South Korean defense companies fear a series of multibillion-dollar arms deals to Poland are being put at risk by an expected change of government in Warsaw.
Having agreed binding deals with Korean companies worth a total of $13.7bn for rocket launchers, tanks, self-propelled howitzers and fighter jets, Warsaw is negotiating a second round of contracts to bolster its defenses and replace military hardware sent to neighboring Ukraine.
The Polish government, presently led by the rightwing Law and Justice party (PiS), used a special fund for emergency expenditure to help finance the purchases. But it has been accused by the coalition of opposition parties that won a combined majority in last month’s elections of keeping its overspending off the regular budget books.
Previous changes of government in Poland have led to the cancellation of major defense contracts.
“We’re worried about the deals because of the growing uncertainties in Poland,” a Korean defense procurement official told the Financial Times.
Seoul and Warsaw agreed a non-binding “framework contract” in July 2022 for Poland to import 672 K9 self-propelled howitzers and 288 Chunmoo multi-rocket launchers from Hanwha Aerospace, 1,000 K2 tanks from Hyundai Rotem and 48 fighter jets from Korea Aerospace Industries (KIA).
A binding “executive contract” has since been signed for all of the fighters. But executive contracts have only been signed for delivery of 212 of the 672 howitzers, 218 of the 288 multi-rocket launchers and 180 of the 1,000 tanks.
South Korea’s state-owned Export-Import Bank of Korea (Kexim) estimates the total value of the outstanding deals yet to be finalized at Won30tn ($23bn).
“We are seeing obvious concerns in the Korean defense industry that the government change in Poland could adversely impact the ongoing arms talks,” said Chae Woo-seok, a former executive at South Korea’s state Defense Acquisition Program Administration (Dapa) who heads the Korea Association of Defense Industry Studies.
“We are not worried about our ability to deliver the contracts, but we are worried that from the new Polish government’s perspective, the deals might be too big,” said a representative of one of the Korean companies still negotiating a major contract, speaking on condition of anonymity.
The first round of contracts exhausted Kexim’s legally mandated credit limits for loans and guarantees to a single borrower, meaning the Korean parliament will have to raise the ceiling considerably if the state export credit agency is to participate in future deals.
Reuters reported on Friday that the Korean government was rallying local banks to offer Warsaw a syndicated loan to finance the next round of executive contracts. Hanwha Aerospace confirmed to the FT that it was participating in the discussions.
Even if financing can be arranged, some Korean politicians worry about Poland’s ability to repay.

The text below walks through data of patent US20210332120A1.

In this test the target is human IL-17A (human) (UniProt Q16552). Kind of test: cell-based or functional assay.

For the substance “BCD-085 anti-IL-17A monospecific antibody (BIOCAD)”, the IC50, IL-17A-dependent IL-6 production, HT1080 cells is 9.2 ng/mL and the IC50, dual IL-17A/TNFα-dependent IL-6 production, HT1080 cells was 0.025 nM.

“The export deals seem too big for Poland’s defense budget,” said Hong Young-pyo, a lawmaker for the opposition Democratic Party and a member of the parliament’s finance and budget committee.
On Tuesday, the Polish government announced an additional £4bn defense deal with British-French-Italian arms maker MBDA.
Writing on Facebook last week, Poland’s prime minister Mateusz Morawiecki accused Polish opposition parties of wanting to find excuses to break their own election spending pledges by spreading “fairy tales about the allegedly poor state of public finances”.
While opposition leader Donald Tusk has committed to bolstering NATO’s eastern flank and helping Ukraine defeat Russia, past changes of government in Warsaw have resulted in policy shifts and defense contract cancellations. In 2016, the newly installed PiS government angered France by scrapping a $3.5bn purchase of Caracal helicopters made by Airbus.
Poland’s defense ministry did not respond to requests for comment. Poland’s new parliament convenes on November 13 but a new government is unlikely to be formed before next month.
The deputy leader of the Poland 2050 party that is part of Tusk’s upcoming coalition, Michał Kobosko, told the FT that the next government would not cancel binding contracts and repeat a dispute like that over the Caracal helicopters but would review any pledges made and scrutinize contracts whose precise terms were kept secret.
“We know what was announced but we do not know what exactly was signed with the suppliers,” he said. “We will not announce that we will be cutting all the contracts that were signed, even if we were also surprised to see Poland buying everything from Americans and Koreans, and not from our European partners.”
Seoul’s defense ministry said it was actively co-operating with companies to secure the outstanding deals. Dapa, KAI, Hyundai Rotem and Hanwha Aerospace declined to comment.
“The overarching question is whether the next Polish government can afford all these contracts, but a dispute with Korea is also music to the ears of [Polish defence firms] who have been losing out to Korean manufacturers,” said a Warsaw-based consultant who asked not to be named.
Analysts said difficulties in the contract talks would cast a shadow over a bilateral relationship that stretches beyond the defense sector. Poland agreed last year to acquire nuclear technology from Korea Hydro & Nuclear Power, as part of the PiS government’s plan to build the country’s first nuclear plants.